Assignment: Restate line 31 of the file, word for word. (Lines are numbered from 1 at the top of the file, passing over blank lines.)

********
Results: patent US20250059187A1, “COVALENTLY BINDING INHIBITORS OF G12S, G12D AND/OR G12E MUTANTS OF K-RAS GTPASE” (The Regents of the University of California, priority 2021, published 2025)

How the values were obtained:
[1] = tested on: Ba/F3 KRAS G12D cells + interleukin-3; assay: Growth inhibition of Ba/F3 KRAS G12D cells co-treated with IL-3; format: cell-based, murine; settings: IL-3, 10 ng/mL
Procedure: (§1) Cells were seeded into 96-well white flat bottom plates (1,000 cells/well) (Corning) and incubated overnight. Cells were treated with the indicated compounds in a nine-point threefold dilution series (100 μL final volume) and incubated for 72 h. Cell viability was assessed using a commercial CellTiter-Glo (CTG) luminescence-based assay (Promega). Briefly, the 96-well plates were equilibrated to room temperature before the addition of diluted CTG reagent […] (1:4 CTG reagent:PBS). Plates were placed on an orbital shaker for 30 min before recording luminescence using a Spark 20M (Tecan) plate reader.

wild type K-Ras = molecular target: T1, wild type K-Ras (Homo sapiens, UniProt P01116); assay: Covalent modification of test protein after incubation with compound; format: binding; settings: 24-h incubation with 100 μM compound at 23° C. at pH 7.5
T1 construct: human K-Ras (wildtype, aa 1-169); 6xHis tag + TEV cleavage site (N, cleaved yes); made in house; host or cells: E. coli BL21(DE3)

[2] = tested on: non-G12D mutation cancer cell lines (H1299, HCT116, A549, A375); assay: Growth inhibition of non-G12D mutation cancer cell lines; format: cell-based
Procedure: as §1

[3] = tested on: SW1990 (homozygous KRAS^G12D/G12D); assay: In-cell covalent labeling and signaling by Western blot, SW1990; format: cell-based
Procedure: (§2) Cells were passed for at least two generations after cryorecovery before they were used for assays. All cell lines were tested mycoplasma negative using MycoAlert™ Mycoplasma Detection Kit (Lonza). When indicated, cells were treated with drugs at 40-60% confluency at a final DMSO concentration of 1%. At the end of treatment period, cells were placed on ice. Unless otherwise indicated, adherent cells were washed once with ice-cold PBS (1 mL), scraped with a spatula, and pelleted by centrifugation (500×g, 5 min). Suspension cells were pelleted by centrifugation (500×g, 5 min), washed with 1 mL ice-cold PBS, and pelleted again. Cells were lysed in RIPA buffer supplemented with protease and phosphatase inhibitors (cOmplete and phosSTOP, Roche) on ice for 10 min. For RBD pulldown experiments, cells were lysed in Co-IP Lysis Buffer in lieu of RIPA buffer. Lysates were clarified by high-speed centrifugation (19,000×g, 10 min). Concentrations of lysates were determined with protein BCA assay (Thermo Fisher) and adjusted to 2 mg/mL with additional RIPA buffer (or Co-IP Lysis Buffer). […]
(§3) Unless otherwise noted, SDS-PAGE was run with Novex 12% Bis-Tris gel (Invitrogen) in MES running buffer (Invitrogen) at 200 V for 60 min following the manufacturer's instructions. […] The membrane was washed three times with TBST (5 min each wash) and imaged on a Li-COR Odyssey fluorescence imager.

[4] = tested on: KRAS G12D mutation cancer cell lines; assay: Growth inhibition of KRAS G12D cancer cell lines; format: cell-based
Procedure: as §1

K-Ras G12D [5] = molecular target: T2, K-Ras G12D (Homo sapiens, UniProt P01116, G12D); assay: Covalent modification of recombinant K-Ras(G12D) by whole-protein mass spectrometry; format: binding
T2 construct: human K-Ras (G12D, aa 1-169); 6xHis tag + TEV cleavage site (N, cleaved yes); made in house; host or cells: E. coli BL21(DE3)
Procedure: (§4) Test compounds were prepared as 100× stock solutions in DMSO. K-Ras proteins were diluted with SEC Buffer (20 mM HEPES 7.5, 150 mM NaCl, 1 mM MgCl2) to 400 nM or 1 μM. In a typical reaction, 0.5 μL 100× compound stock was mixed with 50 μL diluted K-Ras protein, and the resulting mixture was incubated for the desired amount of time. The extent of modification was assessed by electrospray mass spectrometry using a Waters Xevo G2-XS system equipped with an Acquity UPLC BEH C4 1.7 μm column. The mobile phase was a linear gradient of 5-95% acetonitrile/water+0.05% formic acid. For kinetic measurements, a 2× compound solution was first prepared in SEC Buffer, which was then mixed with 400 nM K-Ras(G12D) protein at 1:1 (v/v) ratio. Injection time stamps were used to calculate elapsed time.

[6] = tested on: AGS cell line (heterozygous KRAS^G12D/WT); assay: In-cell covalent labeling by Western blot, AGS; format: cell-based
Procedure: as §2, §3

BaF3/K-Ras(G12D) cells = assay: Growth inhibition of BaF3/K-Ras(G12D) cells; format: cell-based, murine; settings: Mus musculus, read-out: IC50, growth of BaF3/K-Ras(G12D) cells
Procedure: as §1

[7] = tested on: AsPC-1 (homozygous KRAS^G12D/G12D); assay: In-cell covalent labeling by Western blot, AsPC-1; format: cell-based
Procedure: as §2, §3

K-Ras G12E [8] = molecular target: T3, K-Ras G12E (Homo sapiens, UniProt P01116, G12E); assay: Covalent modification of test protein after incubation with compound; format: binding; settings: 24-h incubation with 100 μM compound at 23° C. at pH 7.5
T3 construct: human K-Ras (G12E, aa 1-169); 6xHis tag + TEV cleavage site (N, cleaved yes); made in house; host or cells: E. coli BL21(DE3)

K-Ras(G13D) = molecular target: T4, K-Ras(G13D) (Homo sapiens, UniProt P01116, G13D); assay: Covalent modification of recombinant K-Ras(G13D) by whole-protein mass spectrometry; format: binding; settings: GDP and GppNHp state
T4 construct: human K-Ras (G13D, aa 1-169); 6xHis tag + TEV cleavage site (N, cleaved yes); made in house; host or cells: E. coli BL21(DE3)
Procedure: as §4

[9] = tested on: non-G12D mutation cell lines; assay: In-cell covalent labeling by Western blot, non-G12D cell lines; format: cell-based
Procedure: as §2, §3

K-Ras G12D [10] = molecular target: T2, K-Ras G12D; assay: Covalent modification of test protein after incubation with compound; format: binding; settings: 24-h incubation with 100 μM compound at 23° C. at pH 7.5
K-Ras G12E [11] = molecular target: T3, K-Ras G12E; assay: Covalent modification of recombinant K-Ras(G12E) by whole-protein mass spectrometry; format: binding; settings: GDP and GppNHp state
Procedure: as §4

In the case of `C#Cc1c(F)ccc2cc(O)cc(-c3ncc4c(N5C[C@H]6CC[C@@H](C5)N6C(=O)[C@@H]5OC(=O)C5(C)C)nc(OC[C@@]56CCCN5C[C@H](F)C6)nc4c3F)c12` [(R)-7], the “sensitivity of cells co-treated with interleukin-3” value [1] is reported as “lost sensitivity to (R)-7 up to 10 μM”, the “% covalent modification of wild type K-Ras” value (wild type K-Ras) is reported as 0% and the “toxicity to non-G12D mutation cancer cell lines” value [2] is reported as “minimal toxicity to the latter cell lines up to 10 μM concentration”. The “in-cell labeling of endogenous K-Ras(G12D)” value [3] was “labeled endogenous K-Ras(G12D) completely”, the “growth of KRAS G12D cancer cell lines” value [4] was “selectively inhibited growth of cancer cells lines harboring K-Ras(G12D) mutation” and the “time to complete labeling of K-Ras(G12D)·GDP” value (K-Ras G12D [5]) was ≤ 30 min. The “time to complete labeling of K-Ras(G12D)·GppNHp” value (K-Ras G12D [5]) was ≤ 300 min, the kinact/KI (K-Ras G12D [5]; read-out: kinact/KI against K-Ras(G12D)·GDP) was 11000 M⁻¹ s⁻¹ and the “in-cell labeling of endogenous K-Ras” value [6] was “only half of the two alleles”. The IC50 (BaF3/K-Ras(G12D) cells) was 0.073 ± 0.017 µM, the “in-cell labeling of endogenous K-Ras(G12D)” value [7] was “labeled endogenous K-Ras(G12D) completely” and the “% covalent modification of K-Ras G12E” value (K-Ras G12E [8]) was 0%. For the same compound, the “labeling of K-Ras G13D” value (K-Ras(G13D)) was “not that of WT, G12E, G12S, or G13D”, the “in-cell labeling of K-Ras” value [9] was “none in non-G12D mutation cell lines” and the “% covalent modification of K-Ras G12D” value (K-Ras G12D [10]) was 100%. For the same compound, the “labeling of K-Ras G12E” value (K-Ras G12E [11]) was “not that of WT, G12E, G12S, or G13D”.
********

K-Ras G12E [11] = molecular target: T3, K-Ras G12E; assay: Covalent modification of recombinant K-Ras(G12E) by whole-protein mass spectrometry; format: binding; settings: GDP and GppNHp state